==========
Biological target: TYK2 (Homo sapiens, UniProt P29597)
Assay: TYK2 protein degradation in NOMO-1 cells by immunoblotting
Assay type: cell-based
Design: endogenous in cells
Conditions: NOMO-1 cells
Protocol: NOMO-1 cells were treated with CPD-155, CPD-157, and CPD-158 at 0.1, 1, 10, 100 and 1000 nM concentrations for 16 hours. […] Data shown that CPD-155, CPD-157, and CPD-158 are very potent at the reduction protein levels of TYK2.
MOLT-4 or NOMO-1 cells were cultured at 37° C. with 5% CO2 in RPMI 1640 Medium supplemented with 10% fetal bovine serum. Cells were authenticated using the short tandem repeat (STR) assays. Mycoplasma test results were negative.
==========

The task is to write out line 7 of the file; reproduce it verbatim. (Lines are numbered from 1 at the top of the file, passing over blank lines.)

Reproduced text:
MOLT-4 or NOMO-1 cells were cultured at 37° C. with 5% CO2 in RPMI 1640 Medium supplemented with 10% fetal bovine serum. Cells were authenticated using the short tandem repeat (STR) assays. Mycoplasma test results were negative.